Fr. Mike Kreutzer from St. Mark’s Episcopal Church in Riverside & Pastor Steve Kimpel from Faither Lutheran Church in Belmont & St. Mark’s in east Dayton.

DAYTON, Ohio – Father Michael Kreutzer and Pastor Steven Kimpel may preach from different pulpits, but they have worshipped together, walked the Holy Land together, and share yet another brotherly bond of devotion to others.  On Friday, March 7 they arrived within minutes at the downtown Dayton Community Blood Center (CBC) so they could donate blood together.

They are clergy from different denominations, but long-time friends. Mike is rector at St. Mark’s Episcopal Church in Riverside, while Steve is pastor of both Faith Lutheran Church in Belmont and St. Mark’s in east Dayton.  “It was in November of 2001,” said Steve. “I started at St. Mark’s and he called me on my first day of work to welcome me to the area.”

“Two of our churches are only about a mile apart,” said Mike. “We’ve worked together, our congregations have worshipped together, and we’re both in the same ecumenical biblical study group.”

They’ve also had adventures together, with the highlight being in 2011 when Michael and his wife Judy and Steve and his wife Diane led a group of 36 people from local churches on a 10-day trip to Israel. “We visited all over Israel,” said Mike. “Tel Aviv, Haifa, the Sea of Galilee, Jerusalem and the Dead Sea.  The people were very moved by it.”

But despite their many interactions, it wasn’t until fairly recently that they discovered their mutual dedication to blood donations.  Both are long-time apheresis donors.  Mike donated platelets and plasma Friday for his 107th lifetime blood donation and Steve donated plasma for his 102nd lifetime donation.

“It was a number of years before we realized we were both donors,” said Mike. “It came up in a casual conversation,” Steve said. “Like, ‘I have to go give blood tomorrow.’”  They finally crossed paths at CBC on Feb. 7.  “I came to donate and Steve was right there in the next chair, just getting finished,” said Mike.  It was Mike who suggested they schedule their Friday appointments together.

Both men started donating in 1970.  “There was a priest I knew,” said Mike. “In his church they had a boy that needed blood. I believe he was a hemophiliac.  They needed platelets.  It was a very early form of apheresis.  At that time they would draw your blood and take it to another room to centrifuge it and bring back your red blood cells. I started doing regular apheresis donations then.”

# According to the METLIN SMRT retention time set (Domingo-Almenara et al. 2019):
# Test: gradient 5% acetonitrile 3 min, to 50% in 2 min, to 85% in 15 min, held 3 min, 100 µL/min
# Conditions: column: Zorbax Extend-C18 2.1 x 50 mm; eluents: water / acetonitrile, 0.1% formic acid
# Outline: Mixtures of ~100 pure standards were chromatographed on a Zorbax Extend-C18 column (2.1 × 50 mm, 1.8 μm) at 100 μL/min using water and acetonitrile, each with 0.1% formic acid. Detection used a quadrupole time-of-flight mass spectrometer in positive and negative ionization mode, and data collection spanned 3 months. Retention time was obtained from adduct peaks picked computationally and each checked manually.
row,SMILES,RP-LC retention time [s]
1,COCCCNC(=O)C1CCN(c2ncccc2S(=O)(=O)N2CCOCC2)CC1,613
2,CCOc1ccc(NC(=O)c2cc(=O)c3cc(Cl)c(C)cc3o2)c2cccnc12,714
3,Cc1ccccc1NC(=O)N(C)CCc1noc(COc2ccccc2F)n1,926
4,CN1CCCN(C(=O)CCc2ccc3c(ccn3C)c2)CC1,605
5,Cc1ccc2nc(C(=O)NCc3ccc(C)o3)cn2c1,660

“I started back when I was a student at Miami University,” said Steve. “They had a blood drive and we said, ‘Let’s go.’  I didn’t donate consistently until I came to Dayton in 1983. When I first donated platelets (at the Dayton CBC) we were up there on the second floor, I think it was 1985. They took it out of one arm and put it back in the other arm.”

It was a time when many donors were “on call” when needed for special attributes in their blood.  Steve was negative for the cytomegalovirus, making him a good donor for infants. “I got a call around 1:30 in the morning about a sick child,” he recalled. “My platelets were good for children. I came down at two in the morning to donate.”

Steve says his own children have grown up and he has more time now to donate. “I’ve been giving my quota!” he said.  Mike has two grown children, but also has 13-year-old, boy-girl twins Mark and Micaela.  He has a granddaughter two years older than the twins, but the twins think of her as a cousin.  “We tell them they became an aunt and uncle when they were born!”

They are “men in black,” both for the cloth of clergymen they wear, and the black “Donor for Life – 100 LTD” jackets they received from CBC after making their milestone 100th blood donations.  They also share a sense of duty to donating.

“It’s certainly a friendship,” said Steve.  “But it’s also a faith inspired wish to help your neighbor.”

Mike agreed.  “We are all part of one community,” he said. “We’re happy to reach out with local giving through the years.  It’s a community responsibility.  We all need to be working together to take care of the people in our community.”


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